Legion of Mary prayers in front of Planned Parenthood, St. Paul — Every Friday: 3 p.m. at the corner of Vandalia and Charles. For information, call (651) 439-9098. Rosary of the unborn at Pregnancy Choices LifeCare Center, Apple Valley — Every Thursday: 7:15 p.m. at 15026 Glazier Ave. For information, visit WWW.ROSARYOFTHEUNBORN.COM.

$8 and tickets are available at the door. Strings, Pipes and a Glorious Tenor at Little Sisters of the Poor, St. Paul — May 11: 6 p.m. at 330 Exchange St. Cathedral Cantor Nicholas Chalmers, organist Lawrence Lawyer and the Cathedral Chamber Orchestra are featured. Free will offering. John McCutcheon in concert at St. Joseph, New Hope — May 11: 7 p.m. at 8701 36th Ave. N. Tickets are $20 for adults and $10 for children through grade 8. Tickets available at the door or by calling (763) 544-3352. Retirement party for Father Tom Fitzgerald at St. Genevieve, Centerville — June 10: 2 to 5 p.m. at 6995 Centerville Road. Potluck, dancing and a program at 3 p.m.

School events Open house at Academy Holy Angels, Richfield — April 26: 6 p.m. at 6600 Nicollet Ave. S. For students entering grades 9 to 12. For information, call (612) 798-2621. Annual COOL STUFF sale at Our Lady of the Lake School, Mound — April 26 to 28: Pre-sale Thursday 3:30 to 7:30 p.m. with $5 entry at 2411 Commerce Blvd. Sale continues Friday 8 a.m. to 6 p.m. and Saturday 8 a.m. to noon. Open house at Blessed Trinity School, Richfield — April 27: Tours on the hour from 9 a.m. to 1 p.m. at 6720 Nicollet Ave. S. For students entering grades 4 to 8. For information or to RSVP, visit WWW. BTCSMN . ORG / ADMISSIONS / OPEN HOUSES.HTML. ‘Sweet Charity’ presented at CretinDerham Hall School, St. Paul — April 27 to 29 and May 4 to 6: Show times are 7 p.m. Fridays and Saturdays and 2 p.m. Sundays. Cost is $6 for students and seniors and $8 for adults.

World Apostolate of Fatima Vigil of Reparation to the Sacred Heart of Jesus and Immaculate Heart of Mary at St. Elizabeth Ann Seton, Hastings — May 4 and 5: 7 p.m. to 1 a.m. at 2035 W. 15th St. For information, call (651) 772-2221 or WWW.FATIMAONLINE.ORG. All night vigil with the Blessed Sacrament at Our Lady of Guadalupe, St. Paul — May 4 and 5: 7 p.m. Friday to 8 a.m. Saturday at 401 Concord St. Healing Mass at Holy Name of Jesus, Wayzata — May 11: Rosary at 6:30 p.m., Mass at 7 p.m. at 155 County Road 24. Father Jim Livingston will be the celebrant.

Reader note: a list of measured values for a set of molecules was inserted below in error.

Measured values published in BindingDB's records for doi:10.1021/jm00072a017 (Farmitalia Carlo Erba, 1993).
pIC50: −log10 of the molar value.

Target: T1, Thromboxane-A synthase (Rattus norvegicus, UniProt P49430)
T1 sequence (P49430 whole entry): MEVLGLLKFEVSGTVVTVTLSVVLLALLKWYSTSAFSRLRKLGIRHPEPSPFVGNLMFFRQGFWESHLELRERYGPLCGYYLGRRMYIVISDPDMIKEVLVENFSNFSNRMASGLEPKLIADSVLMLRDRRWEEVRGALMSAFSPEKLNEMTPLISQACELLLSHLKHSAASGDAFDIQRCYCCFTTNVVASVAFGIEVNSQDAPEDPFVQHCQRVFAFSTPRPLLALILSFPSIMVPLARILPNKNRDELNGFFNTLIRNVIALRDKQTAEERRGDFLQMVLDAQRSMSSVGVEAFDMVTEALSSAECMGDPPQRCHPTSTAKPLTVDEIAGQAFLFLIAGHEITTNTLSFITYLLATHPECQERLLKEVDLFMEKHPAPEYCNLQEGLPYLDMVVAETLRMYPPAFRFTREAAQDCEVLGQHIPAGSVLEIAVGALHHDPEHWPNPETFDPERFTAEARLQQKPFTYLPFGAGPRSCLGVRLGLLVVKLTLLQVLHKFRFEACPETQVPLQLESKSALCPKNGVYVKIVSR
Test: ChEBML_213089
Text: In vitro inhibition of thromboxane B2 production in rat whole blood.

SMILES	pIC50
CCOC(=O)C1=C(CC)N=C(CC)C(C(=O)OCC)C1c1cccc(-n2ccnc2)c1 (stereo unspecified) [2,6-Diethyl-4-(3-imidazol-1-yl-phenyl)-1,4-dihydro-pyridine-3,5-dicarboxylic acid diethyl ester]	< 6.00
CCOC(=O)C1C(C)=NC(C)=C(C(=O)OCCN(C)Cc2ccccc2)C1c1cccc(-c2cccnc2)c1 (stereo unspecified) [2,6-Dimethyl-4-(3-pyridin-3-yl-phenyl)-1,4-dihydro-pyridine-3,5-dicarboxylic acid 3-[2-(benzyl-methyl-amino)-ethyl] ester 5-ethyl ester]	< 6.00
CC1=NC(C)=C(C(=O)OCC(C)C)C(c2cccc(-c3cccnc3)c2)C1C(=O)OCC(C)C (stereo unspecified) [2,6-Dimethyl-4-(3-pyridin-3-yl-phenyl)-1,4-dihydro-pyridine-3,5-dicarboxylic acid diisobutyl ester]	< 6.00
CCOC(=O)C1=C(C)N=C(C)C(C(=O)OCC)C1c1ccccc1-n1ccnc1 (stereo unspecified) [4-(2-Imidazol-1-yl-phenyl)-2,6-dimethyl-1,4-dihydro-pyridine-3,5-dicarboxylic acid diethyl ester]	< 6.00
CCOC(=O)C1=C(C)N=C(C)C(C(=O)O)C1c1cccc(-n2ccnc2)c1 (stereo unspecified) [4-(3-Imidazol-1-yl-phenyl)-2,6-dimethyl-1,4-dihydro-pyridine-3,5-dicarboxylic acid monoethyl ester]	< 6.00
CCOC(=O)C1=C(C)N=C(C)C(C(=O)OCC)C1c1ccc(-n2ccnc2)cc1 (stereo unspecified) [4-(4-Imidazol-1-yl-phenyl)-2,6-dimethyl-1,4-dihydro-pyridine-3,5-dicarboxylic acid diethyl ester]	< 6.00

Singles Sunday Spirits walking group for 50plus Catholic singles — ongoing Sundays: For Catholic singles to meet and make friends. The group usually meets in St. Paul on Sunday afternoons. For information, call Judy at (763) 221-3040 or Al at (651) 482-0406. Singles group at St. Vincent de Paul, Brooklyn Park — ongoing second Saturday each month: 6 :15 p.m. at 9100 93rd Ave. N. Gather for a potluck supper, conversation and games. For information, call (763) 425-0412.

Other events One-day retreat for physically or mentally challenged Catholics at St. Alphonsus, Borrklyn Center — April 28: 10 a.m. to 5:15 p.m. with an optional dinner for participants and families/ caregivers following at 7025 Halifax Ave. N. Keynote speaker is Michele Denise Michaels. Retreat also includes Mass, opportunity to receive the sacrament of Penance and quiet time for prayer. For information, call (651) 291-4543.

Upscale resale sale at Benilde St. Margaret School, St. Louis Park — May 5: Early bird entry for $3 at 8 a.m., free admission from 9 a.m. to 2:30 p.m. $5 per bag sale from 1:30 to 2:30 p.m. Located at 2501 Hwy 100 S.

Archdiocesan Family rosary Procession, State Capitol to the Cathedral of St. Paul, St. Paul — May 6: Assemble at the capitol at 1:30 p.m. Procession begins at 2 p.m Event will conclude with prayers and Benediction of the Blessed Sacrament.

Blazer summer basketball camp for girls grades 8 to 12 at Visitation School, Mendota Heights — June 12 to 14 or June 24 to 26: Choose one or both sessions. Each session runs three days from noon to 5 p.m. Cost is $75 for either ses-

100-year anniversary celebration for Knights of Columbus Solanus Casey Council No. 1632 at St. Mary, Stillwater — May 12: Mass at 4:30 p.m. at 423 S. Fifth St. Dinner and dance will follow at the KC Hall.


Calendar Submissions DEADLINE: Items should be submitted by Noon Thursday, seven days before the anticipated Thursday date of publication. LISTINGS: Accepted are brief notices of upcoming events hosted by Catholic parishes and institutions. Items are published on a space available basis. ITEMS MUST INCLUDE the following to be considered for publication in the calendar: • Time and date of event. • Full street address of event. • Description of event. • Contact information in case of questions. E-MAIL: SPIRITCALENDAR@ ARCHSPM.ORG. (No attachments, please.)

MAIL: “Calendar,” The Catholic Spirit, 244 Dayton Ave., St. Paul, MN 55102.